In 1979 the newly formed San Francisco motorcycle club, , led what was then called the for the first time and has done so ever since (since 1994, the event has been called the Parade). By the mid-1980s, lesbian motorcycle enthusiasts in other cities began to form motorcycle clubs. In the 1980s and early 1990s, lesbian leatherwomen were often involved in helping to care for gay leathermen who had been stricken with AIDS.

Some leather people of the 1960s and 1970s felt that one wasn’t really a leather person but just a unless one owned an actual , preferably a Harley Davidson.

The San Francisco Leather History Alley consists of four works of art along Ringold Alley honoring leather culture; it opened in 2017. The four works of art are: A black granite stone etched with a narrative by , an image of the "Leather David" statue by Mike Caffee, and a reproduction of ’s mural in a former leather bar, engraved standing stones that honor community leather institutions including the Folsom Street Fair, pavement markings through which the stones emerge, and metal bootprints along the curb which honor 28 people who were an important part of the leather communities of San Francisco.

Beginnings of the Folsom Street Fair[]

The community had been active in resisting the city's ambitious program for the area throughout the 1970s. City officials had wanted to "revitalize" the historically blue collar, warehouse, industrial district by continuing successful high rise development already underway on .

But as the AIDS epidemic unfolded in the 1980s, the community's relative autonomy from City Hall was dramatically weakened. The crisis became an opportunity for the city (in the name of ) to close and regulate bars, which they did beginning in 1984.

As these establishments for the leather community were rapidly closing, a coalition of housing activists and community organizers decided to start a street fair. The fair would enhance the visibility of the community, provide a means for much-needed fundraising, and create opportunities for members of the leather community to connect to services and vital information (e.g., regarding ) that bathhouses and bars might otherwise have been situated to distribute.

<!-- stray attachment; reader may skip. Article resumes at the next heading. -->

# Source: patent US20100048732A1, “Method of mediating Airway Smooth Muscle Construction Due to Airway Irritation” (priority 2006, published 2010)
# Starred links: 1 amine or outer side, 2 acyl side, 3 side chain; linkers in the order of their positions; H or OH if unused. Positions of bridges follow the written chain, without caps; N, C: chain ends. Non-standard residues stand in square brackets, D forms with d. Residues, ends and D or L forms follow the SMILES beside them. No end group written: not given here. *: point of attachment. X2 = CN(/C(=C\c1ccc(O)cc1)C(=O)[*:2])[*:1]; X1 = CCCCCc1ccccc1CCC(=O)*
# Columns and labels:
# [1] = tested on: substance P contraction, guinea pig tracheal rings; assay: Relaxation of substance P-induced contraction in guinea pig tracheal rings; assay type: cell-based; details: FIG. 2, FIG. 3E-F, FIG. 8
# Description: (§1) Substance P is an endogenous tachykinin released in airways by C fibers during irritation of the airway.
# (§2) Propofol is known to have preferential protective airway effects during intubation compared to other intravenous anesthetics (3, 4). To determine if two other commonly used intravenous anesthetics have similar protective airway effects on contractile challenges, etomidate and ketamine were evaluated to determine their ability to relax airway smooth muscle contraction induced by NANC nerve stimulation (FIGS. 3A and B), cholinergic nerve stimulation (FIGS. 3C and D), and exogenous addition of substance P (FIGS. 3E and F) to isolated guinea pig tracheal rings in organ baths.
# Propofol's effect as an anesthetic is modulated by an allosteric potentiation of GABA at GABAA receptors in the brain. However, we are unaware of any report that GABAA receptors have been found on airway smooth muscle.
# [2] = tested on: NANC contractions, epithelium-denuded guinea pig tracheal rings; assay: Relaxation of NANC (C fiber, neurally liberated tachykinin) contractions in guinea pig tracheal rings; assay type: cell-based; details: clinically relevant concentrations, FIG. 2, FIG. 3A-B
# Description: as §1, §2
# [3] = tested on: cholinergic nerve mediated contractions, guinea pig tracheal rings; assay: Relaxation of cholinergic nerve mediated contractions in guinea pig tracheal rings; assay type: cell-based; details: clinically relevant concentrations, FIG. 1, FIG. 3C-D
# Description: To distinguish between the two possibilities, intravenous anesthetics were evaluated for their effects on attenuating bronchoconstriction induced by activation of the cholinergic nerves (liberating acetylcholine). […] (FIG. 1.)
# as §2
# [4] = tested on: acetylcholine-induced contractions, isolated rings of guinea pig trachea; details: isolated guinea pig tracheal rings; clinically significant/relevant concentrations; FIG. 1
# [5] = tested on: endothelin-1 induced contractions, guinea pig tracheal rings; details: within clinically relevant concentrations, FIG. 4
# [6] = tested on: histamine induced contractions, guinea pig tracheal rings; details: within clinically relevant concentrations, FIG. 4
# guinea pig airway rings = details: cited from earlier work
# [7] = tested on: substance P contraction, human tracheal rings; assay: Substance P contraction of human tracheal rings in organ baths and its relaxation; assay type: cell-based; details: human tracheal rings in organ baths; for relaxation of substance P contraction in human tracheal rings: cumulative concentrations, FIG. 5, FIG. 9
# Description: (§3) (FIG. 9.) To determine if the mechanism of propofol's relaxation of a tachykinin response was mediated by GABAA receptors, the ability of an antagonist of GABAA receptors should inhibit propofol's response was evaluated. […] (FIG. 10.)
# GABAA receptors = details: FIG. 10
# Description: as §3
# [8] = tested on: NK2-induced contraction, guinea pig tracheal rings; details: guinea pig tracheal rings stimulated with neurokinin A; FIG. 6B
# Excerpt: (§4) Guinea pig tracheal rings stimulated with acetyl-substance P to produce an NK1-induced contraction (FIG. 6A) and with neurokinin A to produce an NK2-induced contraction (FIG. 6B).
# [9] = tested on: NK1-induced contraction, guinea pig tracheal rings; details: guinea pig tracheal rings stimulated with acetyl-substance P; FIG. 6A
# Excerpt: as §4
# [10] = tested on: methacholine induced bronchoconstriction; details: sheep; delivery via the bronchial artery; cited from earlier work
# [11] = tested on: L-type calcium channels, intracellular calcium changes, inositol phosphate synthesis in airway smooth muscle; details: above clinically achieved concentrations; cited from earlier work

Thanks to the success of the first Folsom Street Fair, the organizers created the on Ringold Street in 1985. This fair moved to Dore Street ("Dore Alley") between Howard and Folsom in 1987.


As one of the few occasions when activities are encouraged and performed in public, it attracts a considerable number of sightseers and those who enjoy the attention of onlookers as well as hundreds of photographers and videographers. Although the costumes and activities are frequently transgressive, many attendees find the event "eye-opening" and positive. On the other hand, the event has at times drawn public and internal criticism for its bawdy atmosphere and broad tolerance of lewd behavior, and it is a regular target for pro- organizations such as .

The organizers have reportedly earned a great amount of trust from city officials as they have demonstrated not only an exceptional level of community and volunteer support, but also have risen to be a role-model for other street fairs in San Francisco which have faced opposition from various neighborhood groups. With the assistance of the high-profile , the gate donations totaled more than 0,000 in 2006 and the methodology emulated at other street fairs like the Sisters' , the and .

The fair annually draws 400,000 visitors, including kinky leather fans from around the world, and is the third-largest street event in California, after the and parade. Each year, net proceeds from Folsom Street Fair, including gate donations and beverage sales, are given to qualified local charities ("beneficiaries"). These include charities working in public health, human services, and the arts, as well as beverage partners, and the who lead the organizing effort at the gates. The event regularly generates over 0,000 annually for charity.